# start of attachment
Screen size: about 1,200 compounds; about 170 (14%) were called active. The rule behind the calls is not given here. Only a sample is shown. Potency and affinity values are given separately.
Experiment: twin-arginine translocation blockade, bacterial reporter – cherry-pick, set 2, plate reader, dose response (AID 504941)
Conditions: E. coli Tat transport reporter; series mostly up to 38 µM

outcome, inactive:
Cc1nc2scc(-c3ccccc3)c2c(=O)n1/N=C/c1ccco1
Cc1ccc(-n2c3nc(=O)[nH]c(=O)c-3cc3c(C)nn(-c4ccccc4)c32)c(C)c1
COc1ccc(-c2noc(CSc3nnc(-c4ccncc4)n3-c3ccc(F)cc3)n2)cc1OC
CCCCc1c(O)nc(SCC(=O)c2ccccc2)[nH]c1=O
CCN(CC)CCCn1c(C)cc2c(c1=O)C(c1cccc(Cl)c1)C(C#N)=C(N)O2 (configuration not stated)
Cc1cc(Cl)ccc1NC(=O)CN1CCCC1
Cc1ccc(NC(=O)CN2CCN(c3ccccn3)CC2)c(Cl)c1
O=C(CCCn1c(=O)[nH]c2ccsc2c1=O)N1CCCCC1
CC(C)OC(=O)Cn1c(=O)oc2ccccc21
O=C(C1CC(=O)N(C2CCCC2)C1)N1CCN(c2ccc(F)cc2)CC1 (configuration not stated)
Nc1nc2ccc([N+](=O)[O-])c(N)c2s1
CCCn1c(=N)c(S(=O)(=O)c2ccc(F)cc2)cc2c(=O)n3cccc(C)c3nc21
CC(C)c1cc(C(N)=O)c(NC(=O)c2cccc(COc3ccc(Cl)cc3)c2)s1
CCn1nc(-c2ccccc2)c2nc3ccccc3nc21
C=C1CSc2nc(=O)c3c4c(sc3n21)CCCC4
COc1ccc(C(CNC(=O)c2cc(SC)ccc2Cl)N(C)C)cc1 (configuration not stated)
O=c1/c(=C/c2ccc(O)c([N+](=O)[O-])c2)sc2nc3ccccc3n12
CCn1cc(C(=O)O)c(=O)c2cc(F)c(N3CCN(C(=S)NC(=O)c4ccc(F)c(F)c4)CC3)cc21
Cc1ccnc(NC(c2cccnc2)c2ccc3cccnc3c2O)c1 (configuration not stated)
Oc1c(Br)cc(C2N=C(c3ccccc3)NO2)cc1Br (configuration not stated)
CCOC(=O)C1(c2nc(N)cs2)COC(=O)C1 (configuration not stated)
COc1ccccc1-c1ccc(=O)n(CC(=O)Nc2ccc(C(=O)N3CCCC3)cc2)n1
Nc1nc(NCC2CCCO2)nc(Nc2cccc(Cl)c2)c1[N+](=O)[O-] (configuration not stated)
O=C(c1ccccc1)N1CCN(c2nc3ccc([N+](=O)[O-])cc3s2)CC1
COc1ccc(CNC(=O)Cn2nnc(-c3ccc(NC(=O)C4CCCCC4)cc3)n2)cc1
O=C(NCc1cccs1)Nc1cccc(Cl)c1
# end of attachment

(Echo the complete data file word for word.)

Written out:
Screen size: about 1,200 compounds; about 170 (14%) were called active. The rule behind the calls is not given here. Only a sample is shown. Potency and affinity values are given separately.
Experiment: twin-arginine translocation blockade, bacterial reporter – cherry-pick, set 2, plate reader, dose response (AID 504941)
Conditions: E. coli Tat transport reporter; series mostly up to 38 µM

outcome, inactive:
Cc1nc2scc(-c3ccccc3)c2c(=O)n1/N=C/c1ccco1
Cc1ccc(-n2c3nc(=O)[nH]c(=O)c-3cc3c(C)nn(-c4ccccc4)c32)c(C)c1
COc1ccc(-c2noc(CSc3nnc(-c4ccncc4)n3-c3ccc(F)cc3)n2)cc1OC
CCCCc1c(O)nc(SCC(=O)c2ccccc2)[nH]c1=O
CCN(CC)CCCn1c(C)cc2c(c1=O)C(c1cccc(Cl)c1)C(C#N)=C(N)O2 (configuration not stated)
Cc1cc(Cl)ccc1NC(=O)CN1CCCC1
Cc1ccc(NC(=O)CN2CCN(c3ccccn3)CC2)c(Cl)c1
O=C(CCCn1c(=O)[nH]c2ccsc2c1=O)N1CCCCC1
CC(C)OC(=O)Cn1c(=O)oc2ccccc21
O=C(C1CC(=O)N(C2CCCC2)C1)N1CCN(c2ccc(F)cc2)CC1 (configuration not stated)
Nc1nc2ccc([N+](=O)[O-])c(N)c2s1
CCCn1c(=N)c(S(=O)(=O)c2ccc(F)cc2)cc2c(=O)n3cccc(C)c3nc21
CC(C)c1cc(C(N)=O)c(NC(=O)c2cccc(COc3ccc(Cl)cc3)c2)s1
CCn1nc(-c2ccccc2)c2nc3ccccc3nc21
C=C1CSc2nc(=O)c3c4c(sc3n21)CCCC4
COc1ccc(C(CNC(=O)c2cc(SC)ccc2Cl)N(C)C)cc1 (configuration not stated)
O=c1/c(=C/c2ccc(O)c([N+](=O)[O-])c2)sc2nc3ccccc3n12
CCn1cc(C(=O)O)c(=O)c2cc(F)c(N3CCN(C(=S)NC(=O)c4ccc(F)c(F)c4)CC3)cc21
Cc1ccnc(NC(c2cccnc2)c2ccc3cccnc3c2O)c1 (configuration not stated)
Oc1c(Br)cc(C2N=C(c3ccccc3)NO2)cc1Br (configuration not stated)
CCOC(=O)C1(c2nc(N)cs2)COC(=O)C1 (configuration not stated)
COc1ccccc1-c1ccc(=O)n(CC(=O)Nc2ccc(C(=O)N3CCCC3)cc2)n1
Nc1nc(NCC2CCCO2)nc(Nc2cccc(Cl)c2)c1[N+](=O)[O-] (configuration not stated)
O=C(c1ccccc1)N1CCN(c2nc3ccc([N+](=O)[O-])cc3s2)CC1
COc1ccc(CNC(=O)Cn2nnc(-c3ccc(NC(=O)C4CCCCC4)cc3)n2)cc1
O=C(NCc1cccs1)Nc1cccc(Cl)c1